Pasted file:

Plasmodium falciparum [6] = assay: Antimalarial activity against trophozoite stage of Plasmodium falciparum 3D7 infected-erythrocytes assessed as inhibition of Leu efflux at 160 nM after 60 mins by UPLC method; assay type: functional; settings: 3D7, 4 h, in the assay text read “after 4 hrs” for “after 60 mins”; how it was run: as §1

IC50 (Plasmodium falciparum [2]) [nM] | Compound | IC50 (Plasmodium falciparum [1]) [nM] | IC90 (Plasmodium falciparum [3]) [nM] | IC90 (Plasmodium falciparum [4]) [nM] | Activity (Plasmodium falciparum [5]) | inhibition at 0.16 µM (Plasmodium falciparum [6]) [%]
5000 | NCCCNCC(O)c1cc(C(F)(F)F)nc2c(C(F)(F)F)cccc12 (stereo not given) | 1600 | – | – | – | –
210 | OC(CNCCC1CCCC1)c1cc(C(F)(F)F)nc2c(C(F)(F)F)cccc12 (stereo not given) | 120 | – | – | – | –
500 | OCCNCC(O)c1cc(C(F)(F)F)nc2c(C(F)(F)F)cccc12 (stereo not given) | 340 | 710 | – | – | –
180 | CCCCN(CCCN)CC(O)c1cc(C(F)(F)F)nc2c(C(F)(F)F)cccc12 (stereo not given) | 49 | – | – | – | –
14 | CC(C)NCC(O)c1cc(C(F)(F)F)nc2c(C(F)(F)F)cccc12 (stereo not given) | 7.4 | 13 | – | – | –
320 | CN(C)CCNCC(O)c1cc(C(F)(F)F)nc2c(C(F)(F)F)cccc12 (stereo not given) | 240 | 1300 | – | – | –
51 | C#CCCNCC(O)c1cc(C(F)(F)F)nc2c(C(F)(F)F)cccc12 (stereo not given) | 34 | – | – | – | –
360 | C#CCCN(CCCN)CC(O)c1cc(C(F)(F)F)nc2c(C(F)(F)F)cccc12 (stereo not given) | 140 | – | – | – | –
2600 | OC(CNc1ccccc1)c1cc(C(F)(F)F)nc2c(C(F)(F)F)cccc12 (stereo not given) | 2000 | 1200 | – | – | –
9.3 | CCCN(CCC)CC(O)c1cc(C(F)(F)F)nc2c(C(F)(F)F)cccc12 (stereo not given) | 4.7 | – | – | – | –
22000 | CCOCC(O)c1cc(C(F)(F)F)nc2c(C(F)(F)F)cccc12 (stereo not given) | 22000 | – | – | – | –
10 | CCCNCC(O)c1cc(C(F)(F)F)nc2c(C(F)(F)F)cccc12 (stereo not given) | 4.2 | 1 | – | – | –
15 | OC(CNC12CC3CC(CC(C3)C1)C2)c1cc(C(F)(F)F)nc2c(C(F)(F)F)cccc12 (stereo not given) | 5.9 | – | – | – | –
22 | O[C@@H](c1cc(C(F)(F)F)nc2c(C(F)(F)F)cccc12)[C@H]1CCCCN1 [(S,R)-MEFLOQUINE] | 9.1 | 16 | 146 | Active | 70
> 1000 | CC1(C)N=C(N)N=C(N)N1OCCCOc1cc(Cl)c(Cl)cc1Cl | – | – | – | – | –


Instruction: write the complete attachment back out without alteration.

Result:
Plasmodium falciparum [6] = assay: Antimalarial activity against trophozoite stage of Plasmodium falciparum 3D7 infected-erythrocytes assessed as inhibition of Leu efflux at 160 nM after 60 mins by UPLC method; assay type: functional; settings: 3D7, 4 h, in the assay text read “after 4 hrs” for “after 60 mins”; how it was run: as §1

IC50 (Plasmodium falciparum [2]) [nM] | Compound | IC50 (Plasmodium falciparum [1]) [nM] | IC90 (Plasmodium falciparum [3]) [nM] | IC90 (Plasmodium falciparum [4]) [nM] | Activity (Plasmodium falciparum [5]) | inhibition at 0.16 µM (Plasmodium falciparum [6]) [%]
5000 | NCCCNCC(O)c1cc(C(F)(F)F)nc2c(C(F)(F)F)cccc12 (stereo not given) | 1600 | – | – | – | –
210 | OC(CNCCC1CCCC1)c1cc(C(F)(F)F)nc2c(C(F)(F)F)cccc12 (stereo not given) | 120 | – | – | – | –
500 | OCCNCC(O)c1cc(C(F)(F)F)nc2c(C(F)(F)F)cccc12 (stereo not given) | 340 | 710 | – | – | –
180 | CCCCN(CCCN)CC(O)c1cc(C(F)(F)F)nc2c(C(F)(F)F)cccc12 (stereo not given) | 49 | – | – | – | –
14 | CC(C)NCC(O)c1cc(C(F)(F)F)nc2c(C(F)(F)F)cccc12 (stereo not given) | 7.4 | 13 | – | – | –
320 | CN(C)CCNCC(O)c1cc(C(F)(F)F)nc2c(C(F)(F)F)cccc12 (stereo not given) | 240 | 1300 | – | – | –
51 | C#CCCNCC(O)c1cc(C(F)(F)F)nc2c(C(F)(F)F)cccc12 (stereo not given) | 34 | – | – | – | –
360 | C#CCCN(CCCN)CC(O)c1cc(C(F)(F)F)nc2c(C(F)(F)F)cccc12 (stereo not given) | 140 | – | – | – | –
2600 | OC(CNc1ccccc1)c1cc(C(F)(F)F)nc2c(C(F)(F)F)cccc12 (stereo not given) | 2000 | 1200 | – | – | –
9.3 | CCCN(CCC)CC(O)c1cc(C(F)(F)F)nc2c(C(F)(F)F)cccc12 (stereo not given) | 4.7 | – | – | – | –
22000 | CCOCC(O)c1cc(C(F)(F)F)nc2c(C(F)(F)F)cccc12 (stereo not given) | 22000 | – | – | – | –
10 | CCCNCC(O)c1cc(C(F)(F)F)nc2c(C(F)(F)F)cccc12 (stereo not given) | 4.2 | 1 | – | – | –
15 | OC(CNC12CC3CC(CC(C3)C1)C2)c1cc(C(F)(F)F)nc2c(C(F)(F)F)cccc12 (stereo not given) | 5.9 | – | – | – | –
22 | O[C@@H](c1cc(C(F)(F)F)nc2c(C(F)(F)F)cccc12)[C@H]1CCCCN1 [(S,R)-MEFLOQUINE] | 9.1 | 16 | 146 | Active | 70
> 1000 | CC1(C)N=C(N)N=C(N)N1OCCCOc1cc(Cl)c(Cl)cc1Cl | – | – | – | – | –